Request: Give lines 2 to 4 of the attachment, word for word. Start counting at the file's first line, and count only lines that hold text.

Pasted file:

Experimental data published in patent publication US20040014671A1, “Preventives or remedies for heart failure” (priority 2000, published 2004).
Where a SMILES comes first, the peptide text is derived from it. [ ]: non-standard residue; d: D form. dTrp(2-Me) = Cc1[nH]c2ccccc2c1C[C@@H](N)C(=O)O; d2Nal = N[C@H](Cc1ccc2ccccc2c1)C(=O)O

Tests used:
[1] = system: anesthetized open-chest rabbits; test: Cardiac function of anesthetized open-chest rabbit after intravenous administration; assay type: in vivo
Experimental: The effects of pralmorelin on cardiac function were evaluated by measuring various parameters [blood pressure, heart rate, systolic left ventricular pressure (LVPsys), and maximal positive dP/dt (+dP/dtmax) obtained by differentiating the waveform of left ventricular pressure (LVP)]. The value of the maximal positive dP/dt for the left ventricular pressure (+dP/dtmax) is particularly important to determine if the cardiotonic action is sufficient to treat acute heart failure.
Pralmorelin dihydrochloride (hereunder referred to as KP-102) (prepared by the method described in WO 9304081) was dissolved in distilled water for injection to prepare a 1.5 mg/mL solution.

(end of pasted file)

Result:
Where a SMILES comes first, the peptide text is derived from it. [ ]: non-standard residue; d: D form. dTrp(2-Me) = Cc1[nH]c2ccccc2c1C[C@@H](N)C(=O)O; d2Nal = N[C@H](Cc1ccc2ccccc2c1)C(=O)O

Tests used:
[1] = system: anesthetized open-chest rabbits; test: Cardiac function of anesthetized open-chest rabbit after intravenous administration; assay type: in vivo